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Brain Structure and Function

, Volume 214, Issue 5–6, pp 669–680

First Online: 29 May 2010Received: 08 January 2010Accepted: 21 April 2010

Abstract

In humans, the anterior insula aI has been the topic of considerable research and ascribed a vast number of functional properties by way of neuroimaging and lesion studies. Here, we argue that the aI, at least in part, plays a role in domain-general attentional control and highlight studies Dosenbach et al. 2006; Dosenbach et al. 2007 supporting this view. Additionally, we discuss a study Ploran et al. 2007 that implicates aI in processes related to the capture of focal attention. Task-level control and focal attention may or may not reflect information processing supported by a single functional area within the aI. Therefore, we apply a novel technique Cohen et al. 2008 that utilizes resting state functional connectivity MRI rs-fcMRI to determine whether separable regions exist within the aI. rs-fcMRI mapping suggests that the ventral portion of the aI is distinguishable from more dorsal-anterior regions, which are themselves distinct from more posterior parts of the aI. When these regions are applied to functional MRI fMRI data, the ventral and dorsal-anterior regions support processes potentially related to both task-level control and focal attention, whereas the more posterior aI regions did not. These findings suggest that there exists some functional heterogeneity within aI that may subserve related but distinct types of higher-order cognitive processing.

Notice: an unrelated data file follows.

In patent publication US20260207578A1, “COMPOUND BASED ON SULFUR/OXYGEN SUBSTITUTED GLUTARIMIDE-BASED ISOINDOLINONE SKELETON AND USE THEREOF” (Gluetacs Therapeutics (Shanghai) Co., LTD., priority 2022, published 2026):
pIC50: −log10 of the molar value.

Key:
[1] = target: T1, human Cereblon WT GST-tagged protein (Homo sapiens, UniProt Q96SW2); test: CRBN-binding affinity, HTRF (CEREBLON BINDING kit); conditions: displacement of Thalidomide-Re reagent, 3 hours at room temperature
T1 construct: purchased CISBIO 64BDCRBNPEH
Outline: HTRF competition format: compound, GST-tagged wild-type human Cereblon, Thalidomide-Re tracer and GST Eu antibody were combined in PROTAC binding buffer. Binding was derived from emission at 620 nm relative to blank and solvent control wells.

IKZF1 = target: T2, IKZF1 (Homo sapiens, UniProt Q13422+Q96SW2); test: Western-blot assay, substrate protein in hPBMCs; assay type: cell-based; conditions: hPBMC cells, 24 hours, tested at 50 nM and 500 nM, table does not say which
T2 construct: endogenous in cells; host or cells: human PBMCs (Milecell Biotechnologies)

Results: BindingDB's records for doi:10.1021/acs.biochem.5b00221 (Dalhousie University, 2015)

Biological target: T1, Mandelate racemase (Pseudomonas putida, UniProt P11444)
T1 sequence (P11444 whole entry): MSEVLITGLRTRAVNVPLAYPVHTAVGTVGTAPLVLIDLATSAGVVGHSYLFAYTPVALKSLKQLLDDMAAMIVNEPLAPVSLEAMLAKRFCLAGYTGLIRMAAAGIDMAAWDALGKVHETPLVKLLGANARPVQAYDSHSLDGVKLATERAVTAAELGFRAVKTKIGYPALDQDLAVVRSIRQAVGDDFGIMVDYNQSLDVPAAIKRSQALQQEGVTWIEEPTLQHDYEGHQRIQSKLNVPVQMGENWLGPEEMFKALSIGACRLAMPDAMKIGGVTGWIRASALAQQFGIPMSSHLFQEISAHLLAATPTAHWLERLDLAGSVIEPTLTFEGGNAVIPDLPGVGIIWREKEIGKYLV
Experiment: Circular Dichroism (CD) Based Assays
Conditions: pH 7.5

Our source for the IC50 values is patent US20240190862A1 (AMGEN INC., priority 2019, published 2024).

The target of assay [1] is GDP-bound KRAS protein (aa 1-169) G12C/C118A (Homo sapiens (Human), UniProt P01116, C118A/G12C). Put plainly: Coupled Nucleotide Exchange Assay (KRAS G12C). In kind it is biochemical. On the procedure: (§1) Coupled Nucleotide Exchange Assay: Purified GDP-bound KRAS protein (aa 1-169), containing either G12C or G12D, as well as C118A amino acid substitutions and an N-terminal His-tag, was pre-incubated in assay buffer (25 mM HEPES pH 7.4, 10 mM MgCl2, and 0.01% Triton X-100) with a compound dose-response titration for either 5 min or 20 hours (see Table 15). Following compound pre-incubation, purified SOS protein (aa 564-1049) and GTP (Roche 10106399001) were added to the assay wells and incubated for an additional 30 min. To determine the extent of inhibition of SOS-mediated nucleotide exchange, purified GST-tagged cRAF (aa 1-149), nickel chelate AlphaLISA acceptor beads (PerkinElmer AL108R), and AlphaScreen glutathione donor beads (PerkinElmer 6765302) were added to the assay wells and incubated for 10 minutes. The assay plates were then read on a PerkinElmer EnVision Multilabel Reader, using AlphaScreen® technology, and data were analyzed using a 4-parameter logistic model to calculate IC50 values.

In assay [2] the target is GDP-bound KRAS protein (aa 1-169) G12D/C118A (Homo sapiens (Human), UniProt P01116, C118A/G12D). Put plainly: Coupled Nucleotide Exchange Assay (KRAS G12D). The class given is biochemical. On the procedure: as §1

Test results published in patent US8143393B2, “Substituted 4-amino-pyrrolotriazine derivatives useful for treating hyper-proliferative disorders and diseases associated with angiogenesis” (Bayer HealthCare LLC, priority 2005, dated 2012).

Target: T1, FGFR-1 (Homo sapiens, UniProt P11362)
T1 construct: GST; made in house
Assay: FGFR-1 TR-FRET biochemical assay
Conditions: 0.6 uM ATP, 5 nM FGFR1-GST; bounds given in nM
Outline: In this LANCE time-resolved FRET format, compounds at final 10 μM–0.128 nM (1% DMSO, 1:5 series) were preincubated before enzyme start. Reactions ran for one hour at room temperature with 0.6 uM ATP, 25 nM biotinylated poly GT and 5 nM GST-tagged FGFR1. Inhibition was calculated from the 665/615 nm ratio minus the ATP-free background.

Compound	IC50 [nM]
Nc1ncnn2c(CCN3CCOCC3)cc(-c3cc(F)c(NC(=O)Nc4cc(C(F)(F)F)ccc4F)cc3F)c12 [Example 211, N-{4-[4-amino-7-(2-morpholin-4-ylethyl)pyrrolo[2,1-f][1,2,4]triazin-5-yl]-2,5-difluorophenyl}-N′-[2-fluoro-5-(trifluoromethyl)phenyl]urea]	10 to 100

KeywordsInsula Control Focal attention Functional connectivity fMRI fcMRI Electronic supplementary materialThe online version of this article doi:10.1007-s00429-010-0260-2 contains supplementary material, which is available to authorized users.

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Autor: Steven M. Nelson - Nico U. F. Dosenbach - Alexander L. Cohen - Mark E. Wheeler - Bradley L. Schlaggar - Steven E. Pet

Fuente: https://link.springer.com/



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